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Mergus merganser

(Common Merganser)

Overview

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Common Names

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Click on the language to view common names.

Common Names in Dutch:

Grote Zaagbek

Common Names in English:

Common Merganser, American goosander, American merganser, American sheldrake, big sheldrake, break horn, buff-breasted merganser, buff-breasted sheldrake, dun diver, fish duck, fishing duck, freshwater sheldrake, Goosander, greater merganser, morocco-head, pond sheldrake, sawbill, winter sheldrake

Common Names in French:

grand harle, Harle bièvre

Common Names in German:

Gänsesäger

Common Names in Hebrew:

מרגון גדול

Common Names in Italian:

Smergo maggiore

Common Names in Japanese:

カワアイサ

Common Names in Russian:

Bolshoy Krokhal, Большой крохаль, Крохаль большой

Common Names in Spanish:

Mergo mayor, Serreta grande

Common Names in Swedish:

Storskrake

Description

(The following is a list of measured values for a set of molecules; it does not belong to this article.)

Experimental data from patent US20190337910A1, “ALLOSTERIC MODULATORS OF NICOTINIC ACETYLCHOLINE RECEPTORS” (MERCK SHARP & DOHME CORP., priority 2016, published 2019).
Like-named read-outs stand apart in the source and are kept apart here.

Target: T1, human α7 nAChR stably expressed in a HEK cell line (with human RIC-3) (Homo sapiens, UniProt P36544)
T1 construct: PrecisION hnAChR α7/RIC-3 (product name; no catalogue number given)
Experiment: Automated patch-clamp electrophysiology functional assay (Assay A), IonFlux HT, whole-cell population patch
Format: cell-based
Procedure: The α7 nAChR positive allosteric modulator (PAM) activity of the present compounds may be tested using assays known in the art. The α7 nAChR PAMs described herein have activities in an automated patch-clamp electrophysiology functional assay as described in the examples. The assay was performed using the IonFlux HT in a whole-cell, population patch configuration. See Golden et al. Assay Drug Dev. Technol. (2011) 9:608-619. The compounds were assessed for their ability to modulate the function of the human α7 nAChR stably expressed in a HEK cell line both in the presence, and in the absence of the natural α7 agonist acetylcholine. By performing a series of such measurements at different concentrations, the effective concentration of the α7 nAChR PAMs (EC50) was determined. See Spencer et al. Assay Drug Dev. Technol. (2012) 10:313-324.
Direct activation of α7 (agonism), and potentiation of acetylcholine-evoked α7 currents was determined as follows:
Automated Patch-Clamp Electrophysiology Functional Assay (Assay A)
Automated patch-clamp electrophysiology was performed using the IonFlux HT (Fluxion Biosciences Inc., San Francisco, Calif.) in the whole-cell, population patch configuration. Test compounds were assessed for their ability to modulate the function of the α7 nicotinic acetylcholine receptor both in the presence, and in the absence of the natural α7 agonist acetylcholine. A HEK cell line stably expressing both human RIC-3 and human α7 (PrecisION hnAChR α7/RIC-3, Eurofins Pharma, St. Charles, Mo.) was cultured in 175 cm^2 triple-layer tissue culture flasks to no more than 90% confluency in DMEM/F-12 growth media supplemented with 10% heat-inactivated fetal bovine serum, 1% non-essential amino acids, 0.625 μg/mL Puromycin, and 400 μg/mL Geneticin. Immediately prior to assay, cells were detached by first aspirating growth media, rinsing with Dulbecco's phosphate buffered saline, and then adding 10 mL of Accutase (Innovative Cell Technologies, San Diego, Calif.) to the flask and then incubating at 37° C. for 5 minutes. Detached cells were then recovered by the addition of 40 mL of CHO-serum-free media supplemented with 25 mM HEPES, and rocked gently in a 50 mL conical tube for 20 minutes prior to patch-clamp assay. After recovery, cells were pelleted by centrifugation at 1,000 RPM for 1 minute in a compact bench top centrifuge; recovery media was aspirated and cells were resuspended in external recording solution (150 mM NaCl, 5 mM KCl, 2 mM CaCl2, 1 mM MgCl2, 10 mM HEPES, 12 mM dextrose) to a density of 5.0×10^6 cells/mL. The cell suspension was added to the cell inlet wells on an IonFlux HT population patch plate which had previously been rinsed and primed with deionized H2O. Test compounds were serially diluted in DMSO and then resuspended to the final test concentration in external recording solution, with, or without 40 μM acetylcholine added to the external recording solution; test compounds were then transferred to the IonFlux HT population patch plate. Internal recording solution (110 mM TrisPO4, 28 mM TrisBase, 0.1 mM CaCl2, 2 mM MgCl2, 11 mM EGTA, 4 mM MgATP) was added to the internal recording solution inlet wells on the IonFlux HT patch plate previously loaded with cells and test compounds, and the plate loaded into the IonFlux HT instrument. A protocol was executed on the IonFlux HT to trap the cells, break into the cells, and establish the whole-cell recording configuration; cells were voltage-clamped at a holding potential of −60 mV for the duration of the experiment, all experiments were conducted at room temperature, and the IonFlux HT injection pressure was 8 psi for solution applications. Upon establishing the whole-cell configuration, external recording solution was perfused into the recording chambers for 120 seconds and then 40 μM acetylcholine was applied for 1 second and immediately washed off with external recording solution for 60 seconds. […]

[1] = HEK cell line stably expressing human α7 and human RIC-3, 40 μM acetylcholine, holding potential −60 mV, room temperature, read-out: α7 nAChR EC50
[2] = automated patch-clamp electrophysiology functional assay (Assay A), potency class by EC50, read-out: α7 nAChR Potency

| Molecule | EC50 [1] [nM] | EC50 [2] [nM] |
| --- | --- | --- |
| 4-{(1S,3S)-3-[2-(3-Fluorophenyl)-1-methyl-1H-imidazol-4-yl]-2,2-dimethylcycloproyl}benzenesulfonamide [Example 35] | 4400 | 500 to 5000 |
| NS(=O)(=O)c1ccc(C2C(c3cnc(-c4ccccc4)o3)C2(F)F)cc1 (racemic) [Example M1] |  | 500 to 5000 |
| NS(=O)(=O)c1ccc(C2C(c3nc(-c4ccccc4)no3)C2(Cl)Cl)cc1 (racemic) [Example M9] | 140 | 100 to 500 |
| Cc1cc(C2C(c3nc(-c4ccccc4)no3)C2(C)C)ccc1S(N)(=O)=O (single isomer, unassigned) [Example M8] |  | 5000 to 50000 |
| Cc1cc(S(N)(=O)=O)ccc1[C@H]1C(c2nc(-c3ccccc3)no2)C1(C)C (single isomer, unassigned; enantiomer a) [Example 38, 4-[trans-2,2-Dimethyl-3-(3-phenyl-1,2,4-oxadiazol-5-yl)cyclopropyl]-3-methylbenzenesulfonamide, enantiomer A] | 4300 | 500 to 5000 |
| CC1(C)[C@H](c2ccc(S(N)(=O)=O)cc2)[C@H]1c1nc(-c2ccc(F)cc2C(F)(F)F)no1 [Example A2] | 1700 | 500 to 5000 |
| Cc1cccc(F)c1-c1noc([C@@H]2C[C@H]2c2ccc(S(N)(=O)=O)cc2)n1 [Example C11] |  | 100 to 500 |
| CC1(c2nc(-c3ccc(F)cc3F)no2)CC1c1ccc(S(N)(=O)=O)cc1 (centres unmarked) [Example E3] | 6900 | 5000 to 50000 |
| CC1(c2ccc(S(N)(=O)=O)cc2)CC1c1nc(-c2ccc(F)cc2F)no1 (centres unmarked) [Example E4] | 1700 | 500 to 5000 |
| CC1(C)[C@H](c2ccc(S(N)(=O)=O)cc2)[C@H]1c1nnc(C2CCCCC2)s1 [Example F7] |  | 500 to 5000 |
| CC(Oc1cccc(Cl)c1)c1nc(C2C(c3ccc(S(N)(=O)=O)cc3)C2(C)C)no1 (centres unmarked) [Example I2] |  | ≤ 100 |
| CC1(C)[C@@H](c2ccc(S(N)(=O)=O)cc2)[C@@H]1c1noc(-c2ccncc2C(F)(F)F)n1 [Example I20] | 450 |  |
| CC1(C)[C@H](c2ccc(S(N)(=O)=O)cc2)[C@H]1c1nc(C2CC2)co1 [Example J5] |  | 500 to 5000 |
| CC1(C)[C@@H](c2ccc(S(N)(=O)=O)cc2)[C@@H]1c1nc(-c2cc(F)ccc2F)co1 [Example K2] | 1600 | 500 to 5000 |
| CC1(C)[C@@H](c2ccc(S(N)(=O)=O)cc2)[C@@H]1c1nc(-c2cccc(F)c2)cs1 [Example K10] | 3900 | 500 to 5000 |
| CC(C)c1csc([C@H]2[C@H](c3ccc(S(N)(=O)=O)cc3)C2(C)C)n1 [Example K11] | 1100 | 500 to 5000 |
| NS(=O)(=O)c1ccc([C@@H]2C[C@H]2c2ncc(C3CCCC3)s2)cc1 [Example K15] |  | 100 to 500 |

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Physical Description

Adult Female: Head : chestnut Face : Chin: white Body: Breast: white Color: gray Upperparts: white.Adult Male: Head: blackish green Bill: red Shape : slender Body: Back: black Color: white.

Color:

Adult male: Greenish-black head and upper neck · White breast, flanks and belly · Black back and upperwing coverts with white scapulars · White secondary coverts crossed with indistinct dark bar · Alternate plumage worn from fall through early summer · Male in basic eclipse plumage similar to adult female

Adult female: Red-brown head meets pale breast in crisp line of division · Well-defined white chin · White breast and belly · Pale gray body plumage

Size/Age/Growth

About 18 to 27 inches long, with a wingspan of 31 to 37 inches.

Habitat

Usually seen in brackish marshes and freshwater ponds , rarely in salt water.

Vegetation: rivers • Minimum Elevation: 1,900 meters • Maximum Elevation: 1,900 meters • Foraging Strata: Water • Center of Abundance: Upper subtropical: higher slopes, 500-1,600 m.; subtropics. • Sensitivity to Disturbance: Medium

Typically found in a lake at a mean distance from sea level of 486.76 meters (1,596.98 feet).[1]